Smiling on the BayonThe next day we really start our Angkor Wat temples tour. We let our drivers bring us to Angkor Thom first. This is a walled city with different temples in it. We pass the impressive gate, preceded by two rows of statues of gods holding a snake. Then we approach the most important temple of Angkor Thom, the Bayon. From a distance, it resembles a pile of rocks, but coming closer, we recognise more and more smiling faces. Walking through the temple, even more faces show up, and we wonder at the piles of rocks that need to be assembled, to form even more smiling faces. The surrounding walls of the temple are decorated with reliefs, depicting war scenes and scenes from daily life in the glory days of Angkor.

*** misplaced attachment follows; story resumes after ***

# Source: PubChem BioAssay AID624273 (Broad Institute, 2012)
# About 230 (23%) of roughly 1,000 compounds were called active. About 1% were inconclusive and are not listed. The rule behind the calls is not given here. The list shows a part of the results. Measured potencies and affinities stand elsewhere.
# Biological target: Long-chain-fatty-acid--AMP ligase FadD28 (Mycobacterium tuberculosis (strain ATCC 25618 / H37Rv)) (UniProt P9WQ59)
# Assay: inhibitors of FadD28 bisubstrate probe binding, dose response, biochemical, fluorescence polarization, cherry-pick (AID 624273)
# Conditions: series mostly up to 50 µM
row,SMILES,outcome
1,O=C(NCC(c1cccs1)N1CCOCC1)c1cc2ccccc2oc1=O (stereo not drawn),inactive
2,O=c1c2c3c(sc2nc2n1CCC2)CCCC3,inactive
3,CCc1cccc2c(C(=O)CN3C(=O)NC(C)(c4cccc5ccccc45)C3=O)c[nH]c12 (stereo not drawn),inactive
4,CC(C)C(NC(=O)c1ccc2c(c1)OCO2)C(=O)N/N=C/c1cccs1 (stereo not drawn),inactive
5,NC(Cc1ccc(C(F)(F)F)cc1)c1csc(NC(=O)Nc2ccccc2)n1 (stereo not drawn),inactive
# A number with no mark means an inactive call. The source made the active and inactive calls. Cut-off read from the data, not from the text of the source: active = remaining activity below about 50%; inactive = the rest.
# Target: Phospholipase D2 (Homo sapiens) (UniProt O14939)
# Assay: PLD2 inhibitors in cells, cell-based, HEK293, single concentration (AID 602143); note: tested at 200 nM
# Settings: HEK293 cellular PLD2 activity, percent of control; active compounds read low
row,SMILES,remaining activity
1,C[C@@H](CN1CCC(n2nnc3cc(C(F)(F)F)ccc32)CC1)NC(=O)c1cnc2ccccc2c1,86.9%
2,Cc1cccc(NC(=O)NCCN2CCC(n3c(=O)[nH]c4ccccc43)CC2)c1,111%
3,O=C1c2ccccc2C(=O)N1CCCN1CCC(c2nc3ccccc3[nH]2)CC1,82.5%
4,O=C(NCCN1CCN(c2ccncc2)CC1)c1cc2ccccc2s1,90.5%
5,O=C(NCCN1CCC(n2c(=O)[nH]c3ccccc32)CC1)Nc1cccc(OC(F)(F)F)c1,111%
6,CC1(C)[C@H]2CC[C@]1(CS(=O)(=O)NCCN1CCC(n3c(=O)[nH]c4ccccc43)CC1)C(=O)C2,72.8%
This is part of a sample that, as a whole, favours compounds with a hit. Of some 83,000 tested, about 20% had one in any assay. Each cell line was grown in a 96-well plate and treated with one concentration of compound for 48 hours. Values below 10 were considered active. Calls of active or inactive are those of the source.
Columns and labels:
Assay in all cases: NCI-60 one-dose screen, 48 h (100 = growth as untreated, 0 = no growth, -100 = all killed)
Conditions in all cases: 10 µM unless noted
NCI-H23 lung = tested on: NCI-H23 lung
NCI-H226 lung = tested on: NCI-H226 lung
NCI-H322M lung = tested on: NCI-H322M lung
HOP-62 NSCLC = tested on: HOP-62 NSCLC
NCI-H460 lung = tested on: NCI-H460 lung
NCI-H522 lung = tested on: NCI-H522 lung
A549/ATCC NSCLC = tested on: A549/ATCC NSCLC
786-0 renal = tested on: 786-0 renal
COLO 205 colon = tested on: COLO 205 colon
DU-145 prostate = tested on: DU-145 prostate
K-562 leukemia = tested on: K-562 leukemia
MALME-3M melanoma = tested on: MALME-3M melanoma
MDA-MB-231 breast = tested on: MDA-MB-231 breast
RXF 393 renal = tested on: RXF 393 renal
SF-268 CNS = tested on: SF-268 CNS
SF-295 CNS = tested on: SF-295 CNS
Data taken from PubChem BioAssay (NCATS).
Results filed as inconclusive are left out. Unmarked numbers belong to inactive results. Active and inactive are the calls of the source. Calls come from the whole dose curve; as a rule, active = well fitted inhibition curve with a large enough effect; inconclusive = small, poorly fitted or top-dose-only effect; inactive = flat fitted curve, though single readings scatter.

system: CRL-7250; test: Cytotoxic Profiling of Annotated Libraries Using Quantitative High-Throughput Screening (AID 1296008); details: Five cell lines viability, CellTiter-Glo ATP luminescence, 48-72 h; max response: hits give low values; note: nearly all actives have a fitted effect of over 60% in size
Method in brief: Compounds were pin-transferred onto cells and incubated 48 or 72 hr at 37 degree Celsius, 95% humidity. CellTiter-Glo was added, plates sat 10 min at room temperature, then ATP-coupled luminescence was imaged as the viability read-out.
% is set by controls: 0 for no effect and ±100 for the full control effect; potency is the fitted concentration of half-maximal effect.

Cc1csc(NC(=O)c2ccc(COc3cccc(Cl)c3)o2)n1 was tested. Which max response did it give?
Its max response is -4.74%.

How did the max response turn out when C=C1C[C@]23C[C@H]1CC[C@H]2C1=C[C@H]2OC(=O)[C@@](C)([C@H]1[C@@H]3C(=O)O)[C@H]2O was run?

Apart from the Bayon, Angkor Thom has several other temples, but those are in bad condition or are being restored. We walk along those and again we wonder at the rocks that still need to be sorted out. A huge amount of work that will probably take forever. On our way back to the Bayon we pass the terrace of the Leper King, and the terrace of the Elephants. The first is a platform from which the king used to address his people, the second part of the wall around the royal palace, decorated with reliefs of numerous elephants.
JungleFrom Angkor Thom we take the so-called big circuit. It brings us along a number of temples in the area. First, we stop at Preah Khan, a former monastery. It is a large building with corridors and sanctuaries. It is partly overgrown by the jungle, and collapsed. Some trees are still standing on the walls, embracing the structure with their roots.